Legal Loopholes – How are corporations outsmarting the world?

Click here to view my paper!



If you were a billionaire, how far would you go to maintain your wealth?  For corporations like Amazon, Google, and Starbucks, their immense wealth comes with a considerable amount of tax. However, their endless resources and top lawyers let them strategize cunning ways to avoid tax like we have never seen before. Just barely legal, but definitely a problem, I present to you ‘Corporate Tax Avoidance’. This is the topic that I explored in my paper.



How did I get interested in this topic?

As I mentioned in my video, I first learned about the problem of avoiding taxes in a short documentary by the Verge titled ‘Billionaires, Explained.’ However, I only found out about corporate tax evasion recently in a movie called ‘The Laundromat.’ This movie tells the story of an old lady who struggles to sue powerful companies whose legal loopholes let them have almost full control over their own money. The movie ends with the ‘Panama Papers’ scandal, largely regarded as “history’s biggest data leak” that exposed two billion dollars hidden offshore. However, I am interested in corporate tax avoidance, which is completely legal, but still has negative effects on our economy.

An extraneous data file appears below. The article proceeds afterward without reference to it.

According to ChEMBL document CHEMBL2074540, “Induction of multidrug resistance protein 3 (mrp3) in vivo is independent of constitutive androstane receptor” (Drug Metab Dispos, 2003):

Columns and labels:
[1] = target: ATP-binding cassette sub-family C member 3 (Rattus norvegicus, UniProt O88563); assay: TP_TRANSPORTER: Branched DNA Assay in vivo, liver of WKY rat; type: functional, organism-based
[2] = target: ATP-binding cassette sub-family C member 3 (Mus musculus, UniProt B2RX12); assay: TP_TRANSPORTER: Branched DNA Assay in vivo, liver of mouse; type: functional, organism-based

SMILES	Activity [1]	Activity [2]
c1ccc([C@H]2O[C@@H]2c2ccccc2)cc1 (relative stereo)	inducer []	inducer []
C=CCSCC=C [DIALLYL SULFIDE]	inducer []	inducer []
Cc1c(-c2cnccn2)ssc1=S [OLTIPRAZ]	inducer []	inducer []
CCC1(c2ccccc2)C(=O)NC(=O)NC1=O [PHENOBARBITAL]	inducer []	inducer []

The Problem

Maybe the term ‘tax evasion’ sounds familiar to you. Although this is close to ‘tax avoidance’, they are very different. I try to clarify this very interesting distinction in my ‘History of the Problem’ section. Tax avoidance is the legal practice used by people and corporations to lower their taxes legally, and can take on many forms. David A. Weisbach provides an excellent explanation from Tresch 2002, p. 512:

Tax avoidance refers to taxpayers taking advantage of the provision of the tax laws to reduce their tax liability….Avoidance of taxes is legal and its consequences certain. Tax evasion refers to hiding sources of taxable income from the tax authorities to reduce one’s tax liability….Evading taxes is illegal and its consequences are uncertain; they depend on the probability of the taxpayer being caught.”